However, the treatment of diseases cannot wait. Therefore, when it comes to specialized services like healthcare, if we genuinely want to help patients, we cannot leave the decision-making power solely in their hands. We need to allow professionals, namely doctors, to make decisions. The key lies in building trust between patients and doctors, enabling patients to listen to and trust the advice of healthcare professionals, effectively transferring the decision-making power to the doctors. From a business model perspective, the greatest challenge in specialized service-oriented products like healthcare lies in establishing trust. We already know that when faced with the unknown, especially with innovative products, it is ineffective to rely solely on rational explanations and analyses to guide decision-making. To enable patients to make sound decisions, we must guide their minds along a different path—one that relies on intuitive systems, including the senses.

This is precisely how the traditional healthcare system operates. Patients are unable to discern the expertise of a hospital, but when they see a large hospital with a long history, an imposing outpatient building, and advanced medical equipment, they “SEE” it as a professional institution. Similarly, patients cannot verify the professional competence of doctors, but when they see the high admission score requirements for medical schools and the minimum eight years of study required to obtain a doctoral degree, they “SEE” the doctors as experts. Diseases often remain hidden within the body, and patients themselves are often unable to identify the causes. However, when they undergo CT scans, MRIs, and blood tests to measure various indicators, and when they observe deviations from normal values, they “SEE” that they are truly ill. These seemingly complex, bureaucratic, and seemingly unrelated steps instill trust in patients and make them receptive to the advice of doctors.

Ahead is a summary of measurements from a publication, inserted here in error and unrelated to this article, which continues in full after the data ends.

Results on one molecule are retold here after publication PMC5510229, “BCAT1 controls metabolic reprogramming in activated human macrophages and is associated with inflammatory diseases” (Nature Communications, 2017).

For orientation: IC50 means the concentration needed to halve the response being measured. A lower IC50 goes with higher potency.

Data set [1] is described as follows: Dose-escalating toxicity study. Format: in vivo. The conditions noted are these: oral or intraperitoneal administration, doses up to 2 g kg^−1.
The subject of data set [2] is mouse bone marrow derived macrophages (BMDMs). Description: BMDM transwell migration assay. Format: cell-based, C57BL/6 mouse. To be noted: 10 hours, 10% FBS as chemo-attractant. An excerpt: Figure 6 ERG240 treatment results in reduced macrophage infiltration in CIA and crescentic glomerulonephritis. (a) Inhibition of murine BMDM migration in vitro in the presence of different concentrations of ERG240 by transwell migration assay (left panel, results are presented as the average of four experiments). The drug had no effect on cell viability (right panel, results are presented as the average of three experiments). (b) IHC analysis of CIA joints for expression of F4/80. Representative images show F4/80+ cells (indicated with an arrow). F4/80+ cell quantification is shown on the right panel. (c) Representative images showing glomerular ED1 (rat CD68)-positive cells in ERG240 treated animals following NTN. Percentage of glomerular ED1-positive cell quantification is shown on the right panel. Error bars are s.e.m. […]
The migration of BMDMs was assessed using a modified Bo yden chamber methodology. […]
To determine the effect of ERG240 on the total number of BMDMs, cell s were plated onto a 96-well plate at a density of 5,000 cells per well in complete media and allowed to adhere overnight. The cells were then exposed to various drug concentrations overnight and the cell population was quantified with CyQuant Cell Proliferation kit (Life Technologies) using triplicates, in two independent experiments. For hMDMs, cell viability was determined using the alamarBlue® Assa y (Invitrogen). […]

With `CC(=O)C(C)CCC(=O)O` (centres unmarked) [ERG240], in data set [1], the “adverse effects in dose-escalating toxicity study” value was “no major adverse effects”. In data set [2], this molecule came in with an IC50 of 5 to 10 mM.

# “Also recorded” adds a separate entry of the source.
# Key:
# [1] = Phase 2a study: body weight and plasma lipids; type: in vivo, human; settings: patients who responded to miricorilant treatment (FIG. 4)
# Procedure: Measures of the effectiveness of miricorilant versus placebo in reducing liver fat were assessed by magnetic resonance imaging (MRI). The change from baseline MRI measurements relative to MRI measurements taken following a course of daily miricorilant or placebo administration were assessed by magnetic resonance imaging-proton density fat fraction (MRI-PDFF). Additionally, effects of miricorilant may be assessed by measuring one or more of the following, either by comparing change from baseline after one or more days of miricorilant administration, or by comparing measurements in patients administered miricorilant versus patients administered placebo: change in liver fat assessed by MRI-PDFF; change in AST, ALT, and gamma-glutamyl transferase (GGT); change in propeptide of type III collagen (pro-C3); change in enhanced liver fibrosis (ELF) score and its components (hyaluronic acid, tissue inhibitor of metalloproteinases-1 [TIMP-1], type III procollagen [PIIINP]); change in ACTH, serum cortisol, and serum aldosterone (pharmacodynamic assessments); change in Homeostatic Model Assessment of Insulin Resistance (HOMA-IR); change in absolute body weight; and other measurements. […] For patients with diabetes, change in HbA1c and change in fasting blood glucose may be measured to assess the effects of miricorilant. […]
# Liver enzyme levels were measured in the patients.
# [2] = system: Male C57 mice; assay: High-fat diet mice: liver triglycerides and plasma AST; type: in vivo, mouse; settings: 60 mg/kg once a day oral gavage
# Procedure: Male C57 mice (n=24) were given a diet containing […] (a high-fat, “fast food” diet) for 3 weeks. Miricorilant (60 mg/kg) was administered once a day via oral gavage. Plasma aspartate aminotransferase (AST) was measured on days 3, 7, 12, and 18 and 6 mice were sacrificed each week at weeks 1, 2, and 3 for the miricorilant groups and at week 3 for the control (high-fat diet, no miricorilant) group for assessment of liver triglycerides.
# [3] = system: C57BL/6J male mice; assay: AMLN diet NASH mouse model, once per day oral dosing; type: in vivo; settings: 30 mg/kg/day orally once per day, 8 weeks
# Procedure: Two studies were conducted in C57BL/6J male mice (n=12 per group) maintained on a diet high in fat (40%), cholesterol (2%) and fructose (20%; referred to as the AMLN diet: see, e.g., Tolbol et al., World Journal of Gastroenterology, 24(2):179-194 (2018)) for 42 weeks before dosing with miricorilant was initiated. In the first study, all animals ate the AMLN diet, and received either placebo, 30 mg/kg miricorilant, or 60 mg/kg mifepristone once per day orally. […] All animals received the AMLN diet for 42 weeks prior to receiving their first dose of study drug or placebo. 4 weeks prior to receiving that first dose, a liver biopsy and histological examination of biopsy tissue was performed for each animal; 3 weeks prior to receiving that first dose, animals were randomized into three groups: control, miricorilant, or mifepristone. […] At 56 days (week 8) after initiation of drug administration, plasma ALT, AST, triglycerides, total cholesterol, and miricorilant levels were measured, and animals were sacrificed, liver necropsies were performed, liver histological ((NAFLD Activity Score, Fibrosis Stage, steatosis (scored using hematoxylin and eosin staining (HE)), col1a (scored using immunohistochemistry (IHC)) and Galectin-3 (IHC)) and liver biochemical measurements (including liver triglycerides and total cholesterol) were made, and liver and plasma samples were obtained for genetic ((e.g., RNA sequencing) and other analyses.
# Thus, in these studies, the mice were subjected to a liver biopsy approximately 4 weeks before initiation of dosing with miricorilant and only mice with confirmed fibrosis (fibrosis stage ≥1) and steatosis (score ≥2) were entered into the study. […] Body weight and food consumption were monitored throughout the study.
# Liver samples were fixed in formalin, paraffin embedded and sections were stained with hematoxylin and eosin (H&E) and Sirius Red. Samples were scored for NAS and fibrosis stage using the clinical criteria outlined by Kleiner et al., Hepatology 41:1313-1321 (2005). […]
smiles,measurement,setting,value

Therefore, when we employ AI technology in the healthcare system, our intentions are often altruistic. We believe we are helping both doctors and patients. However, if we only consider the technological or general business aspects of a specific task within the healthcare system and overlook the systemic perspective, we may inadvertently disrupt the system’s support structures—its underlying business models. Without viewing our work from a systemic perspective, we may neglect the complexity of the entire machine, overlooking the intricate interconnections between gears. Especially when we lack awareness of how many gears are involved, we might recklessly remove one gear, assuming we are simply replacing it with a new and “better” one, but this action could potentially lead to the collapse of the entire system. Therefore, caution is necessary.

Clearly, when developing AI products for healthcare, understanding the users’ cognitive processes is crucial, and we must design our products based on this understanding. Therefore, AI product managers in the healthcare field should possess theoretical and practical knowledge in user experience design, behavioral design, and business model design. Additionally, we need to apply systems thinking to evaluate our products and services. On the one hand, we acknowledge that traditional healthcare systems have many problems, and change is necessary. On the other hand, we should remain cautious, aware of the potential for making mistakes, and thus, we must not only develop plans for success but also consider strategies to address failures. By understanding the users’ cognitive processes and maintaining humility and prudence, we can genuinely assist doctors and patients and contribute to a healthier future for humanity.